2	Perceptual similitude and analogical thinking		30
2.1	From word to thought		31
2.2	Connotation as denotation		32
2.3	The power of analogy		34
3	Signs and their meanings in language learners'' journals		36
4	Signifying practices in fairy tales		38
5	Semiotic theory: symbolic models of the self		40
5.1	The signifying self		41
5.2	Serious life of the self		43
5.3	Symbolic self as real self		44
6	Cognitive linguistics theory: idealized cognitive models of the self		45
7	Blended space theory		47
8	Symbolic activity in SLA research		50
2	The embodied self		53
1	Testimonies from language memoirs		53
2	Metaphors by which we learn languages		57
2.1	General observations		58
2.2	Learning a language is like...		60
3	Somatic theories of the self		66
3.1	Body and mind		66
3.2	Images and representations		67
3.3	Emotions and feelings		68
4	Ecological theories of the self		70
5	The missing link: the narratorial self		73
6	Understanding the embodied self in language		74
3	The subject in process		78
1	Testimonies from language memoirs		78
1.1	The absent other		78
1.2	The other as object of desire		83
2	Testimonies from linguistic autobiographies		85
2.1	Alienation/separation		85
2.2	Desire		88
2.3	In-process/on trial		90
3	Psychoanalytic/semiotic theories of self and other in language		94
3.1	The language of the Other		94
3.2	Subject-in-process		96
3.3	Remodeling the symbolic order		98
3.4	The political promise of the symbolic		100
4	The multilingual social actor		103
1	From experiencing language to doing language with others		103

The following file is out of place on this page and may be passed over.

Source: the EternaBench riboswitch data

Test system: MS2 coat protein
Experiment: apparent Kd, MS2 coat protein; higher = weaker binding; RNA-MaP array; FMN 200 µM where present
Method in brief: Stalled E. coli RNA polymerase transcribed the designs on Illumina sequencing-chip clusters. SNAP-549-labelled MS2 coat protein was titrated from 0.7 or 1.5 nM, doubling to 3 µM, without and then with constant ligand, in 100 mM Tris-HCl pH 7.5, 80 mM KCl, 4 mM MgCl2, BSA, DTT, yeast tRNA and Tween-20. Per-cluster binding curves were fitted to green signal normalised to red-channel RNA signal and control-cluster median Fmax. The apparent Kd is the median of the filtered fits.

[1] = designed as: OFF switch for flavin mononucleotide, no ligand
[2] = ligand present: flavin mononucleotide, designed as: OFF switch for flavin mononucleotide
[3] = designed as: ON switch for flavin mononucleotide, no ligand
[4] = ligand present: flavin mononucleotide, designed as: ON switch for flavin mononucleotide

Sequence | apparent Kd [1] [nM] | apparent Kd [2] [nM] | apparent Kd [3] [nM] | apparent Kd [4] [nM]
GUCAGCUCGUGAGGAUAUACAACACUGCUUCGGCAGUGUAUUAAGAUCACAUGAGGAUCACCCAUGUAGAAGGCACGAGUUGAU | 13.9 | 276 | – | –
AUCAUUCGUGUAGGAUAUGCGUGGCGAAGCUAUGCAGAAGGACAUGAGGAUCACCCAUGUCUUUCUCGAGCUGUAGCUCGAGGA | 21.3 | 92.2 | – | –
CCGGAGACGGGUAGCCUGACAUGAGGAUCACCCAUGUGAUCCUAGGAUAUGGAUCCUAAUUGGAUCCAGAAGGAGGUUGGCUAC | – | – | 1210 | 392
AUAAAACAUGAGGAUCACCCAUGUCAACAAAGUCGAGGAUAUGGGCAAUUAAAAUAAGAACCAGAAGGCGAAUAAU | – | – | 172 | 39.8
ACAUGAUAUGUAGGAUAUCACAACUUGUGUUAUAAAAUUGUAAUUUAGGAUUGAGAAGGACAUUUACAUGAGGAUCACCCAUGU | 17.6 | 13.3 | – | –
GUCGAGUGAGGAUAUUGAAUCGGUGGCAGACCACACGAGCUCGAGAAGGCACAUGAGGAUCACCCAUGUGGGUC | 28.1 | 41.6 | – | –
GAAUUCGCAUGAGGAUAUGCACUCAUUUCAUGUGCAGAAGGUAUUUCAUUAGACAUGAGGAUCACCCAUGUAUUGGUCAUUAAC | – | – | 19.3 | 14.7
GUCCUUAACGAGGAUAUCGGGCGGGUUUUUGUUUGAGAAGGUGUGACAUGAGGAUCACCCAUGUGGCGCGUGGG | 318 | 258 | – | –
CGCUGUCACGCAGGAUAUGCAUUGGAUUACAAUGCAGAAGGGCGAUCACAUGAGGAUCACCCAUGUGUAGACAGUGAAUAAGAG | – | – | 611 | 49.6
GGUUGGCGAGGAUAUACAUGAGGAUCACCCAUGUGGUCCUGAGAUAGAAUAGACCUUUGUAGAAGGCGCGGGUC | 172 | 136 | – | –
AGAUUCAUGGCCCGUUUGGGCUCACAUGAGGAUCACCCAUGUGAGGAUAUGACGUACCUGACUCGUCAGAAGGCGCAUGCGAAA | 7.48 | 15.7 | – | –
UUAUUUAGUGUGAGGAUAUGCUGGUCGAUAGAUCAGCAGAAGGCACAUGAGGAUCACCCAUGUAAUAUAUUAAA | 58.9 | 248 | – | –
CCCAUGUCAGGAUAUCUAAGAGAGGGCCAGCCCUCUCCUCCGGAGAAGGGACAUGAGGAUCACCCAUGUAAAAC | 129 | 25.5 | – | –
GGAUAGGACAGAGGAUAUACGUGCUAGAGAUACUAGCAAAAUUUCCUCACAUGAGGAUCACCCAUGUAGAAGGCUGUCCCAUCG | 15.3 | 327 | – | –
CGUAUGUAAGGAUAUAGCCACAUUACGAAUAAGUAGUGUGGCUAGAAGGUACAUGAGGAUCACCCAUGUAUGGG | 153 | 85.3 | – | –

2	Reframing the questions		111
2.1	John: The symbolic power of the habitus		112
2.2	The power of ideal cognitive models		113
2.3	Hanif: language as resignifying practice		115
2.4	ESL students: symbolic violence and oppositional tactics		117
2.5	Camila: the power of narrative structure		119
2.6	The power of narrative genre in the construction of the subject		122
3	Doing language as a multilingual subject		124
5	The multilingual narrator		127
1	Exterior and interior landscapes of the heart		129
1.1	No Man''s Grove and Learning English		129
1.2	Jocelyn''s text		131
2	Metamorphoses and reincarnations		134
2.1	Kafka A Report for an Academy		134
2.2	Estella''s text		136
3	Survivors and tricksters		139
3.1	Kilito Dog Words		139
3.2	Sean''s text		140
4	The avatars of the multilingual narrator		142
4.1	Brooke-Rose Between		142
4.2	Zoe''s text		144
5	Discussion		148
6	The virtual self		154
1	From personal diary to electronic blog		154
2	Three models of language, three modes of subjectivity		155
3	From self offline to self online: what has changed?		157
4	Multilingual chats online		160
5	The intercultural communicator online		166
5.1	Space: presence-absence		173
5.2	Time: reversibility		173
5.3	Reality: from the real to the hyperreal		174
6	Who''s the real me? Hyperreality and the construction of the online subject		175
7	Where''s the real me? The thrills and anxieties of the networked self		177
7.1	''Liberated'' communication?		178
7.2	The anxieties of the networked self		180
8	The future of the multilingual subject online		183
7	Teaching the multilingual subject		188
1	Expanding the symbolic self		188
2	Modeling symbolic action		191
2.1	The critical/reflexive approach		192
2.2	The creative/narrative approach		195
3	Developing symbolic competence		199
4	Teaching the multilingual subject		202
4.1	Pace		202
4.2	Rhythm		202
4.3	Multimodality, multiple perspectives		203
4.4	Translation		204
4.5	Engagement		205
4.6	Desire		206
4.7	Transgression		207
4.8	Pleasure		207
4.9	Teacher subjectivity		208
4.10	Teaching as modeling		209
4.11	The value of repetition		209
4.12	The value of silences		209
Bibliography		212
Index		225